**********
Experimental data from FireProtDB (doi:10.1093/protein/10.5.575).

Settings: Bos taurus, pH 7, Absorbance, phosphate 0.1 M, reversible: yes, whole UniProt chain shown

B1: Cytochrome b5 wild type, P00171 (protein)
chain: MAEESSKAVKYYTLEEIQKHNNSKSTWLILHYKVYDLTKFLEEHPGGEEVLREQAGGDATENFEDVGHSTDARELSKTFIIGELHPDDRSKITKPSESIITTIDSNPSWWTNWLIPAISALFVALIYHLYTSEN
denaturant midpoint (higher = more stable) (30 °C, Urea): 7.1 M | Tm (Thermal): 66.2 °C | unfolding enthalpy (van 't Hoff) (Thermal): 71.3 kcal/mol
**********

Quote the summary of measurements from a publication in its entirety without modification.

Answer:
Experimental data from FireProtDB (doi:10.1093/protein/10.5.575).

Settings: Bos taurus, pH 7, Absorbance, phosphate 0.1 M, reversible: yes, whole UniProt chain shown

B1: Cytochrome b5 wild type, P00171 (protein)
chain: MAEESSKAVKYYTLEEIQKHNNSKSTWLILHYKVYDLTKFLEEHPGGEEVLREQAGGDATENFEDVGHSTDARELSKTFIIGELHPDDRSKITKPSESIITTIDSNPSWWTNWLIPAISALFVALIYHLYTSEN
denaturant midpoint (higher = more stable) (30 °C, Urea): 7.1 M | Tm (Thermal): 66.2 °C | unfolding enthalpy (van 't Hoff) (Thermal): 71.3 kcal/mol